In addition to the factors that contribute to insurance companies’ surging losses in recent years, California is the only state in the U.S. that does not recognize insurers’ reinsurance costs in the DOI’s calculations when approving rate increases. Insurers’ property reinsurance rates, meanwhile, have swelled by more than 60% since 2017.
“By definition, the department’s calculations trend toward rate inadequacy,” Young adds.
Wildfire risk ignites
One of the biggest factors contributing to California’s property insurance availability crisis is its considerable exposure to extreme wildfire. According to data compiled by the Insurance Information Institute, California has more than 1.2 million homes at risk.
Historically, homeowners had been a reliably profitable line in California. Since 2016, however, in California and other western states the exposure to catastrophic wildfire changed dramatically, driven primarily by a massive population shift into the WUI during years of protracted drought.
According to data from University of Wisconsin-Madison SILVIS Lab, California recorded a 39% increase in housing units in the WUI between 1990 to 2020. Today, approximately 5.1 million units reside within the WUI.
Critics point to severe forest mismanagement by local and state officials, as well as utilities such as Pacific Gas & Electric, which in 2022 agreed to pay more than $55 million to avoid criminal prosecution for two major wildfires started by aging Northern California power lines belonging to PG&E. The company has been blamed for more than 30 wildfires since 2017 that destroyed more than 23,000 homes and businesses and killed more than 100 people.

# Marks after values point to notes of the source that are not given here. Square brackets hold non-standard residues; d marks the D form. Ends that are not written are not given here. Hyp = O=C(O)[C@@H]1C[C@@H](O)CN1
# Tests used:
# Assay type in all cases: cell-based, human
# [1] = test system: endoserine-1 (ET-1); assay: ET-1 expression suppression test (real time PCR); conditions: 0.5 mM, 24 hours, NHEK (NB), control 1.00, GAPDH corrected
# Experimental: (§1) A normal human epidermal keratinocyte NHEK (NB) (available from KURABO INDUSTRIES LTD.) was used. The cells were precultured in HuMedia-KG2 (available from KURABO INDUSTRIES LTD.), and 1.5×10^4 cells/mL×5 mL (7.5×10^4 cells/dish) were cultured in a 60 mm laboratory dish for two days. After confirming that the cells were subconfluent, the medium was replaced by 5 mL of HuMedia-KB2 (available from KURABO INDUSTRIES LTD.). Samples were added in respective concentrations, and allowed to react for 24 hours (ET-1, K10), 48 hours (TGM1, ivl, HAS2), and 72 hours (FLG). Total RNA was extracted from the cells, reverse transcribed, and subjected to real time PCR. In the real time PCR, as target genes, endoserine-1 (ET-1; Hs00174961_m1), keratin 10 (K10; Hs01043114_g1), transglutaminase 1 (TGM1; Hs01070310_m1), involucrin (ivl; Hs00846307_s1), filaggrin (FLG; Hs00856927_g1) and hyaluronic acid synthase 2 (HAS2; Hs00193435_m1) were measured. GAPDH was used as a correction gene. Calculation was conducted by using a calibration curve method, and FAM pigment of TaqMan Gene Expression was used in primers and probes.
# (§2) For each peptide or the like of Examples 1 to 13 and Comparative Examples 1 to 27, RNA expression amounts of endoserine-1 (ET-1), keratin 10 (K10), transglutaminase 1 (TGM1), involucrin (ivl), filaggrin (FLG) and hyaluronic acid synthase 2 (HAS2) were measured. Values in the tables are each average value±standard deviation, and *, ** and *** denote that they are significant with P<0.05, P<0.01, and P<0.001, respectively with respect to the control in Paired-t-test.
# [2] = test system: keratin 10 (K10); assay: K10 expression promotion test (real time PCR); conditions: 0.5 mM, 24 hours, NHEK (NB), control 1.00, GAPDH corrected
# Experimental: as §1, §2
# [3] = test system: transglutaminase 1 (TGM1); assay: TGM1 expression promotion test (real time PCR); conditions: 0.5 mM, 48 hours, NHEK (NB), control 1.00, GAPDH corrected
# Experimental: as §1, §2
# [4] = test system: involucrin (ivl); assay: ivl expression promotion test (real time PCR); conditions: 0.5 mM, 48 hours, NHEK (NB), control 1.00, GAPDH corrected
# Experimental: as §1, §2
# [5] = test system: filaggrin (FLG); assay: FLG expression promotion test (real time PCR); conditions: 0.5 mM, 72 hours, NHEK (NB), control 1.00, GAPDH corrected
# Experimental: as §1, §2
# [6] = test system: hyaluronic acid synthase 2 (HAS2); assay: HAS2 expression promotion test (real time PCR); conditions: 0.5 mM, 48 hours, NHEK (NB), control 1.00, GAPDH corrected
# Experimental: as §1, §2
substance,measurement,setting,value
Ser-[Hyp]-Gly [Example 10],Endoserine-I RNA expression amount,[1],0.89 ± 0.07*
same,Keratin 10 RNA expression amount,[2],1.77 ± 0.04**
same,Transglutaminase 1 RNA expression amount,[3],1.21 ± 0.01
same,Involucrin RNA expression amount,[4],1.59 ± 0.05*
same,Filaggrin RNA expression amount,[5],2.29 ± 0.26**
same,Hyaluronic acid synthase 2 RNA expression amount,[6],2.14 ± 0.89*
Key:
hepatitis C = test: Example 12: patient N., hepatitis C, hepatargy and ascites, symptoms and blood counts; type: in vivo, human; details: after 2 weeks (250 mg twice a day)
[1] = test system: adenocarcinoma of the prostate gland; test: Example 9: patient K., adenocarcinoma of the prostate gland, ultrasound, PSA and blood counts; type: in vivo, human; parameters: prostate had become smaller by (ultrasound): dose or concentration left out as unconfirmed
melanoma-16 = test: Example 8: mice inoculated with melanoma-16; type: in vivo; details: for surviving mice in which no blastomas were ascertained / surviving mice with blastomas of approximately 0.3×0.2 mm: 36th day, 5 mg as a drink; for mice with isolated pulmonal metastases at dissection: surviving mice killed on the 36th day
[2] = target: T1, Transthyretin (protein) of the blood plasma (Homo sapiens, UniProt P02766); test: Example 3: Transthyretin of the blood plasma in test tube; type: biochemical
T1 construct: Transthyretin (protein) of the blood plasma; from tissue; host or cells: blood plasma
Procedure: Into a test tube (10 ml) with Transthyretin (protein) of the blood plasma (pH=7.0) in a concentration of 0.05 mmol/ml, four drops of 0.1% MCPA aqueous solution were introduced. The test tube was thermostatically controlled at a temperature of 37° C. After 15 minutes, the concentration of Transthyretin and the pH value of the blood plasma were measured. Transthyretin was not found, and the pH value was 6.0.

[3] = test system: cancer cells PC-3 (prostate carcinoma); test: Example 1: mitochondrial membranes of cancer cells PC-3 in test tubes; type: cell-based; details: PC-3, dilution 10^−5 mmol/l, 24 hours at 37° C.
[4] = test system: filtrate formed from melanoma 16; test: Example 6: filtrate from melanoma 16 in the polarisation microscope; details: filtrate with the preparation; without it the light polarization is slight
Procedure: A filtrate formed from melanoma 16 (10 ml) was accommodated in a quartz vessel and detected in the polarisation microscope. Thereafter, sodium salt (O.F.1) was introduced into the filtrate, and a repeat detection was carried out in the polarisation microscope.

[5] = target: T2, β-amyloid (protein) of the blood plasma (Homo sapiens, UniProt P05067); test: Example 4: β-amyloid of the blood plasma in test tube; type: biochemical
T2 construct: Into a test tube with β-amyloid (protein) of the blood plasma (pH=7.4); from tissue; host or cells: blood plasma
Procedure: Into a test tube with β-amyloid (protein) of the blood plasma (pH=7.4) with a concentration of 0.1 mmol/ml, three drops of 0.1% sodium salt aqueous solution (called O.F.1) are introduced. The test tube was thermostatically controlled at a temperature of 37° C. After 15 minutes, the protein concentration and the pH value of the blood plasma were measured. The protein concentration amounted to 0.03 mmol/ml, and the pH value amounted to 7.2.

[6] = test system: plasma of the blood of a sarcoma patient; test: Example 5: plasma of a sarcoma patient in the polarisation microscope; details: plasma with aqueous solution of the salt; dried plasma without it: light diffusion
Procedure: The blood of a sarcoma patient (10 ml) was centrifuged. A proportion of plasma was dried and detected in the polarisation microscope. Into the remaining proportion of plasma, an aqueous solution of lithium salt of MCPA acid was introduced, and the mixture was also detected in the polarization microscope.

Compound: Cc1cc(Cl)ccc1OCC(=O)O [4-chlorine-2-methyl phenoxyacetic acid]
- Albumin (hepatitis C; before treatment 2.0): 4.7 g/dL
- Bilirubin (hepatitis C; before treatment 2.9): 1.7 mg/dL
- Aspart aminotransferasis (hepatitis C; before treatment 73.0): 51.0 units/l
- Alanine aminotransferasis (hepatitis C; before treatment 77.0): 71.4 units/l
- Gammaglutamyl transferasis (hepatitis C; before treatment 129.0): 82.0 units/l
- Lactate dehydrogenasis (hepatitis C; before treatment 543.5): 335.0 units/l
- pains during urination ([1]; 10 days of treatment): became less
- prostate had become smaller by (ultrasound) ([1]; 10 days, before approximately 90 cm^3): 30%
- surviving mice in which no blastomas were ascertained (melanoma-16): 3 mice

Hebard-Summers says that some of the carriers still writing policies in California have received approval for requested rate increases over the past several years, “which has caused property owners in non-wildfire areas to have their rates increased a modest amount – if you consider 10% to 30% modest – and wildfire-exposed properties have taken huge hits. But the rate the carriers have been granted wasn’t enough to return us to a healthy level, which has caused an exodus from the market.”
Straining customer equity
This is not to say that no options currently exist for California insurance consumers. However, their options are limited – and in many cases, in wildfire-prone areas the options that do exist are prohibitively expensive.
Michael Williams, president of Williams Insurance in Fullerton, Calif., notes that bundling coverage, especially for high-net-worth clients, has become all but impossible. For one such customer, who has a home in Yorba Linda (an upper middle class city located primarily in a WUI zone), he has had to remarket its property coverage four times since 2019.
“This is how my agents spend their day: puzzle solving – and it’s infinitely more difficult than it was four years ago,” he says. Premiums for high-net-worth homes, he continues, have skyrocketed due to wider maps drawn by the remaining markets that still offer coverage. “One high-value property that we insure renewed at $18K in 2018. Now, it’s about $160K.”
Williams says that to satisfy carriers, independent agencies like his are spending “historical” amounts of time and effort collecting more data than his agency has ever been required to.